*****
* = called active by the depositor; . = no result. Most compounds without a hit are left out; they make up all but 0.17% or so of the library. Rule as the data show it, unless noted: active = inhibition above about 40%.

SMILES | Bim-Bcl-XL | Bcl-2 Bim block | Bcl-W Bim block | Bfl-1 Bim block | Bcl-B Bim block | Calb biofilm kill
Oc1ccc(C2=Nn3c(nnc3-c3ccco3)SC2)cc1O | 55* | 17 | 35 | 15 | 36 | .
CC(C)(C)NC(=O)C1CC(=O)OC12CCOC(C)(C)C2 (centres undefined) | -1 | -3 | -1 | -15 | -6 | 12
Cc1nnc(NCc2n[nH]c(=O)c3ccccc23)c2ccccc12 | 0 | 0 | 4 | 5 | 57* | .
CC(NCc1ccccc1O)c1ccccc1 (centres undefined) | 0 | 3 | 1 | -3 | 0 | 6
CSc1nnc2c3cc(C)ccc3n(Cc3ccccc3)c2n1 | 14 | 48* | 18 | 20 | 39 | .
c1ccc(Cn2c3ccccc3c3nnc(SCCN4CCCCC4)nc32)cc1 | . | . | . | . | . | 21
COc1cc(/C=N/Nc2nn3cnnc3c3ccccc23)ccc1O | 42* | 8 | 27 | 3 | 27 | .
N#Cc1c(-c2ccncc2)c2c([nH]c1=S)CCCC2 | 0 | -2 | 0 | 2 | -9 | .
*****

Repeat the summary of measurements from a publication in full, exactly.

* = called active by the depositor; . = no result. Most compounds without a hit are left out; they make up all but 0.17% or so of the library. Rule as the data show it, unless noted: active = inhibition above about 40%.

SMILES | Bim-Bcl-XL | Bcl-2 Bim block | Bcl-W Bim block | Bfl-1 Bim block | Bcl-B Bim block | Calb biofilm kill
Oc1ccc(C2=Nn3c(nnc3-c3ccco3)SC2)cc1O | 55* | 17 | 35 | 15 | 36 | .
CC(C)(C)NC(=O)C1CC(=O)OC12CCOC(C)(C)C2 (centres undefined) | -1 | -3 | -1 | -15 | -6 | 12
Cc1nnc(NCc2n[nH]c(=O)c3ccccc23)c2ccccc12 | 0 | 0 | 4 | 5 | 57* | .
CC(NCc1ccccc1O)c1ccccc1 (centres undefined) | 0 | 3 | 1 | -3 | 0 | 6
CSc1nnc2c3cc(C)ccc3n(Cc3ccccc3)c2n1 | 14 | 48* | 18 | 20 | 39 | .
c1ccc(Cn2c3ccccc3c3nnc(SCCN4CCCCC4)nc32)cc1 | . | . | . | . | . | 21
COc1cc(/C=N/Nc2nn3cnnc3c3ccccc23)ccc1O | 42* | 8 | 27 | 3 | 27 | .
N#Cc1c(-c2ccncc2)c2c([nH]c1=S)CCCC2 | 0 | -2 | 0 | 2 | -9 | .